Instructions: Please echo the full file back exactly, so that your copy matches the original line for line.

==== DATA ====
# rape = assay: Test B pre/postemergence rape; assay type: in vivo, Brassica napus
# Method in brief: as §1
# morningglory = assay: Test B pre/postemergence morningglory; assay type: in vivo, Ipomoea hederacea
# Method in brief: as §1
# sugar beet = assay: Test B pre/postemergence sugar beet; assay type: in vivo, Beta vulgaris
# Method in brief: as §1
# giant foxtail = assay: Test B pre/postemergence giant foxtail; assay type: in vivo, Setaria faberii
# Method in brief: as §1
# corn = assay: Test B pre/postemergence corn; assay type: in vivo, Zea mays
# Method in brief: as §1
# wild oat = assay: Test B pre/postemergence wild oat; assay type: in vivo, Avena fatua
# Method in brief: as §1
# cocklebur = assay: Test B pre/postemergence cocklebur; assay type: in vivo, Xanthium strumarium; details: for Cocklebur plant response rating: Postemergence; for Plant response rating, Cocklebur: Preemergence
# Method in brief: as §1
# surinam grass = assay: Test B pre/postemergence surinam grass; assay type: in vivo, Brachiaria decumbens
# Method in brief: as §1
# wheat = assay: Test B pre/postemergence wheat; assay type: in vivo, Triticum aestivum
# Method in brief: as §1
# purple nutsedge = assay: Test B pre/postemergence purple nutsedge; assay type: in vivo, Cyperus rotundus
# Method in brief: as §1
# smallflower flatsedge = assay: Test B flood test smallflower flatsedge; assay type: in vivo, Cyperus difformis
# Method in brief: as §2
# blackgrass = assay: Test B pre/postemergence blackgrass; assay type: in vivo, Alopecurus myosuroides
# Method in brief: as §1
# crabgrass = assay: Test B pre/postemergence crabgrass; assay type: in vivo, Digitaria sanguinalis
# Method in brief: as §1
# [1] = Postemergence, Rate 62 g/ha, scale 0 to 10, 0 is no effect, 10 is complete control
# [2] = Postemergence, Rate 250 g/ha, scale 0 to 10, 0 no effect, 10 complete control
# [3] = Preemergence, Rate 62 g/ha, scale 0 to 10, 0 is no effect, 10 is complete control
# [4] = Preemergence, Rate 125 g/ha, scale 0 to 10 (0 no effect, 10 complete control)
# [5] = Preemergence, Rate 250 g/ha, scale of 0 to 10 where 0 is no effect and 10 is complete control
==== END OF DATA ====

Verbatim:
# rape = assay: Test B pre/postemergence rape; assay type: in vivo, Brassica napus
# Method in brief: as §1
# morningglory = assay: Test B pre/postemergence morningglory; assay type: in vivo, Ipomoea hederacea
# Method in brief: as §1
# sugar beet = assay: Test B pre/postemergence sugar beet; assay type: in vivo, Beta vulgaris
# Method in brief: as §1
# giant foxtail = assay: Test B pre/postemergence giant foxtail; assay type: in vivo, Setaria faberii
# Method in brief: as §1
# corn = assay: Test B pre/postemergence corn; assay type: in vivo, Zea mays
# Method in brief: as §1
# wild oat = assay: Test B pre/postemergence wild oat; assay type: in vivo, Avena fatua
# Method in brief: as §1
# cocklebur = assay: Test B pre/postemergence cocklebur; assay type: in vivo, Xanthium strumarium; details: for Cocklebur plant response rating: Postemergence; for Plant response rating, Cocklebur: Preemergence
# Method in brief: as §1
# surinam grass = assay: Test B pre/postemergence surinam grass; assay type: in vivo, Brachiaria decumbens
# Method in brief: as §1
# wheat = assay: Test B pre/postemergence wheat; assay type: in vivo, Triticum aestivum
# Method in brief: as §1
# purple nutsedge = assay: Test B pre/postemergence purple nutsedge; assay type: in vivo, Cyperus rotundus
# Method in brief: as §1
# smallflower flatsedge = assay: Test B flood test smallflower flatsedge; assay type: in vivo, Cyperus difformis
# Method in brief: as §2
# blackgrass = assay: Test B pre/postemergence blackgrass; assay type: in vivo, Alopecurus myosuroides
# Method in brief: as §1
# crabgrass = assay: Test B pre/postemergence crabgrass; assay type: in vivo, Digitaria sanguinalis
# Method in brief: as §1
# [1] = Postemergence, Rate 62 g/ha, scale 0 to 10, 0 is no effect, 10 is complete control
# [2] = Postemergence, Rate 250 g/ha, scale 0 to 10, 0 no effect, 10 complete control
# [3] = Preemergence, Rate 62 g/ha, scale 0 to 10, 0 is no effect, 10 is complete control
# [4] = Preemergence, Rate 125 g/ha, scale 0 to 10 (0 no effect, 10 complete control)
# [5] = Preemergence, Rate 250 g/ha, scale of 0 to 10 where 0 is no effect and 10 is complete control